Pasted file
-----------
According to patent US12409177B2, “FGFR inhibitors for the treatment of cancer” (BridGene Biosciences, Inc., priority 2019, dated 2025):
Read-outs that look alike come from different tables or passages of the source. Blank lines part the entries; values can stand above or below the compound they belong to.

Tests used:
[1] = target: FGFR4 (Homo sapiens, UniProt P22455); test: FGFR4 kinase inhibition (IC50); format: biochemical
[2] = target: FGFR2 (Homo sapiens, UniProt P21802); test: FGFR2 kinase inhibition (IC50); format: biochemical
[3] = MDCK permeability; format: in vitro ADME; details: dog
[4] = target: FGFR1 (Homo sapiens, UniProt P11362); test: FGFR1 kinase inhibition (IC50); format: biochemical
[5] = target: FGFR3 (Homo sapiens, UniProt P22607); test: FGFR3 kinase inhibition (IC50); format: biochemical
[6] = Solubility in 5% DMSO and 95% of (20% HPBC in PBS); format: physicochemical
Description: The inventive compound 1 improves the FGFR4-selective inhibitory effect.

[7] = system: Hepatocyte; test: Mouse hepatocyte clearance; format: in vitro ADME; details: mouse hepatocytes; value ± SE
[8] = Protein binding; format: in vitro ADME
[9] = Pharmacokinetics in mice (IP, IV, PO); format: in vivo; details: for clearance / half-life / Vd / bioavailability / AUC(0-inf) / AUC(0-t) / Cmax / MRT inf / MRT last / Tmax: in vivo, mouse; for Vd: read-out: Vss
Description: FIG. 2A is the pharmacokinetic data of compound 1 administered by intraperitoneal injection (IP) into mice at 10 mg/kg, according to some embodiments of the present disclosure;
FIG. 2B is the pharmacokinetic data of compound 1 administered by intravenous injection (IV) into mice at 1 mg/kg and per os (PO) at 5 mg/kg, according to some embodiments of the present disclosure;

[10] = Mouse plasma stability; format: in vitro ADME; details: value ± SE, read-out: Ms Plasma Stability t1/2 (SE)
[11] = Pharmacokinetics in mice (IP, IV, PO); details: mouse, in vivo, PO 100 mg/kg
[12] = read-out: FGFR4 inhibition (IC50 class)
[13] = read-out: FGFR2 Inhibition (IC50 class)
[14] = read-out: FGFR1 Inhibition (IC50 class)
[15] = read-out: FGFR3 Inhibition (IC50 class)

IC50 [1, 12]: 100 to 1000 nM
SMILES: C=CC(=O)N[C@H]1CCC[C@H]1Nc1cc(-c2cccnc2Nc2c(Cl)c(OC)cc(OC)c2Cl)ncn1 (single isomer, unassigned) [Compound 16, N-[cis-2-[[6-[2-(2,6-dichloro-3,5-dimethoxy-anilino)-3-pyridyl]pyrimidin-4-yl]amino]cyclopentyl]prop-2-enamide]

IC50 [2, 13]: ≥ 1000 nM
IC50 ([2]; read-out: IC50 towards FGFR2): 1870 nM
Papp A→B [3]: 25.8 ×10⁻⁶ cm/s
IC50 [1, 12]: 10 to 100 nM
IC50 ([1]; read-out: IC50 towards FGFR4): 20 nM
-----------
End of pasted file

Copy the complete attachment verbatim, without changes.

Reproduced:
According to patent US12409177B2, “FGFR inhibitors for the treatment of cancer” (BridGene Biosciences, Inc., priority 2019, dated 2025):
Read-outs that look alike come from different tables or passages of the source. Blank lines part the entries; values can stand above or below the compound they belong to.

Tests used:
[1] = target: FGFR4 (Homo sapiens, UniProt P22455); test: FGFR4 kinase inhibition (IC50); format: biochemical
[2] = target: FGFR2 (Homo sapiens, UniProt P21802); test: FGFR2 kinase inhibition (IC50); format: biochemical
[3] = MDCK permeability; format: in vitro ADME; details: dog
[4] = target: FGFR1 (Homo sapiens, UniProt P11362); test: FGFR1 kinase inhibition (IC50); format: biochemical
[5] = target: FGFR3 (Homo sapiens, UniProt P22607); test: FGFR3 kinase inhibition (IC50); format: biochemical
[6] = Solubility in 5% DMSO and 95% of (20% HPBC in PBS); format: physicochemical
Description: The inventive compound 1 improves the FGFR4-selective inhibitory effect.

[7] = system: Hepatocyte; test: Mouse hepatocyte clearance; format: in vitro ADME; details: mouse hepatocytes; value ± SE
[8] = Protein binding; format: in vitro ADME
[9] = Pharmacokinetics in mice (IP, IV, PO); format: in vivo; details: for clearance / half-life / Vd / bioavailability / AUC(0-inf) / AUC(0-t) / Cmax / MRT inf / MRT last / Tmax: in vivo, mouse; for Vd: read-out: Vss
Description: FIG. 2A is the pharmacokinetic data of compound 1 administered by intraperitoneal injection (IP) into mice at 10 mg/kg, according to some embodiments of the present disclosure;
FIG. 2B is the pharmacokinetic data of compound 1 administered by intravenous injection (IV) into mice at 1 mg/kg and per os (PO) at 5 mg/kg, according to some embodiments of the present disclosure;

[10] = Mouse plasma stability; format: in vitro ADME; details: value ± SE, read-out: Ms Plasma Stability t1/2 (SE)
[11] = Pharmacokinetics in mice (IP, IV, PO); details: mouse, in vivo, PO 100 mg/kg
[12] = read-out: FGFR4 inhibition (IC50 class)
[13] = read-out: FGFR2 Inhibition (IC50 class)
[14] = read-out: FGFR1 Inhibition (IC50 class)
[15] = read-out: FGFR3 Inhibition (IC50 class)

IC50 [1, 12]: 100 to 1000 nM
SMILES: C=CC(=O)N[C@H]1CCC[C@H]1Nc1cc(-c2cccnc2Nc2c(Cl)c(OC)cc(OC)c2Cl)ncn1 (single isomer, unassigned) [Compound 16, N-[cis-2-[[6-[2-(2,6-dichloro-3,5-dimethoxy-anilino)-3-pyridyl]pyrimidin-4-yl]amino]cyclopentyl]prop-2-enamide]

IC50 [2, 13]: ≥ 1000 nM
IC50 ([2]; read-out: IC50 towards FGFR2): 1870 nM
Papp A→B [3]: 25.8 ×10⁻⁶ cm/s
IC50 [1, 12]: 10 to 100 nM
IC50 ([1]; read-out: IC50 towards FGFR4): 20 nM